Canada's Eugenie Bouchard remains undecided about playing in the 2016 Rio Olympics barely two weeks before the start, Zika virus fears stealing the joy from what would be her first Games.
"I don't know what I'll do at this point," she said Tuesday after a first-round loss at the WTA and ATP Washington Open. "I'll make the decision next week I guess."
The mosquito-transmitted Zika virus causes severe illness and has been linked to birth defects, a factor causing the 22-year-old the greatest concern.
"I don't know if the health of my future babies is worth it," Bouchard said. "That's what I'm trying to decide in my head."
The world's four top men's golfers, paced by Australian Jason Day, have withdrawn from Rio and several top tennis players have followed, including Romania's fifth-ranked Simona Halep, Czech Tomas Berdych and Bouchard's compatriot Milos Raonic, fresh off his own Wimbledon runner-up effort.
"I see more and more people drop out. Some golfers pulled out, the high profile ones. This gets you thinking," Bouchard said.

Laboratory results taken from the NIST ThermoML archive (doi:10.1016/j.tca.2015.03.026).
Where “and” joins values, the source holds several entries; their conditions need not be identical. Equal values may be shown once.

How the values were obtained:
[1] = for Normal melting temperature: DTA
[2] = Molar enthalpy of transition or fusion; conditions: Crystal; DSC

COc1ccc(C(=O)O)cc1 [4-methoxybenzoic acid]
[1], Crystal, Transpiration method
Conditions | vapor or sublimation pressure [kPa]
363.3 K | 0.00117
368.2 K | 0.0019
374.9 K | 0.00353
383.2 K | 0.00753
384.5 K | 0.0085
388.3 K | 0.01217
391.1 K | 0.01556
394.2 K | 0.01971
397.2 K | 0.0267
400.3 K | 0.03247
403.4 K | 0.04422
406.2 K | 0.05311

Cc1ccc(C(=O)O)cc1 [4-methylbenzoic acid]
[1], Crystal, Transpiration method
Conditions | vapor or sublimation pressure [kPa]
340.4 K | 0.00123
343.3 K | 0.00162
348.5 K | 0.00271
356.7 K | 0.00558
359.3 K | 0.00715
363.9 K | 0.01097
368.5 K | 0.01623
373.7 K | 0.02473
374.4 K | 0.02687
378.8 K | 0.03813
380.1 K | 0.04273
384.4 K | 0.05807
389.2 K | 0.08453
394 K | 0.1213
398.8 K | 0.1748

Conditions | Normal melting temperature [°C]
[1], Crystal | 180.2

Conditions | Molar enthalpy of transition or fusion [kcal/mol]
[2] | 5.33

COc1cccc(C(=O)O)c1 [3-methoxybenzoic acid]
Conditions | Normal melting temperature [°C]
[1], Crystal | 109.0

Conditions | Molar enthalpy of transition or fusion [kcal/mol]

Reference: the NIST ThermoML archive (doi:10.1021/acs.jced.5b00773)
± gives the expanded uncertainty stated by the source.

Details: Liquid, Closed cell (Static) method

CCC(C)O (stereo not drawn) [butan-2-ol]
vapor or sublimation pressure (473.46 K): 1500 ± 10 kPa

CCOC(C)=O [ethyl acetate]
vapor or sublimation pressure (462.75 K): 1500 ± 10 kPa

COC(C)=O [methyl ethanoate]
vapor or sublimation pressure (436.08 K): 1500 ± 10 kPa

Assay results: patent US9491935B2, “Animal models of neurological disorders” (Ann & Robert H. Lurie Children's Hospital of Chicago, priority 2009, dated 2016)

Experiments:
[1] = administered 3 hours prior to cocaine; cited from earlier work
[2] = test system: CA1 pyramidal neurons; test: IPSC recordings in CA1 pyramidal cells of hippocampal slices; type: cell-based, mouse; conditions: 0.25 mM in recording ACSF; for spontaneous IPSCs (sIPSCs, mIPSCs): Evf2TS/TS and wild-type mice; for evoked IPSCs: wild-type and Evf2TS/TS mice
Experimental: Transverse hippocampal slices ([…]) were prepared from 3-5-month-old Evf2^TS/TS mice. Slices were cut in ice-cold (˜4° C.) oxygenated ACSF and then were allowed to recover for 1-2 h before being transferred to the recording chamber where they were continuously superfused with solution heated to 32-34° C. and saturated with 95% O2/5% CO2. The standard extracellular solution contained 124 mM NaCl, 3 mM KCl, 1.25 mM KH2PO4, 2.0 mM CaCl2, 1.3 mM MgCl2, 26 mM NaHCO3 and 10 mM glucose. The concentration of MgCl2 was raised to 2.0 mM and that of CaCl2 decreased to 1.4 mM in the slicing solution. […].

"I'm trying to learn as much as I can about it. I don't know if anyone knows enough about it."
Tennis Canada officials said on Tuesday that Bouchard handled paperwork and plane flights and hotel rooms are booked. But she still has not settled on going to Brazil.
"It's just unfortunate to have this situation," Bouchard said. "It really sucks to be honest. Maybe I will just wake up on the deadline and see."
Bouchard, ranked 41st, was as high as fifth in the world in 2014, when she was the Wimbledon runner-up.
After suffering a concussion last year when she slipped on the locker room floor at the US Open, the Montreal native has battled back to 41st in the rankings with finals runs this year at Hobart and Kuala Lumpur, but has not added to her lone WTA title won in Nurmeburg in 2014.
Italy's Camila Giorgi ousted Bouchard 7-5, 6-4 Tuesday while Romanian eighth seed Monica Niculescu was sent packing by American Christina McHale 6-3, 6-4.
McHale played in the WTA event at Rio in February and felt confident in her Zika precautions for what was a summer event rather than a winter season one as the Olympics are.
"I think if you follow the instructions it will be OK," McHale said. "I understand the concerns. It's unfortunate it's taking away from the atmosphere of it."
McHale recalled wearing long-sleeved clothing and plenty of bug spray, saying, "I was applying it every second."
"If they are still going to have it then it ought to be safe," McHale said. "If I had made it, I would have gone."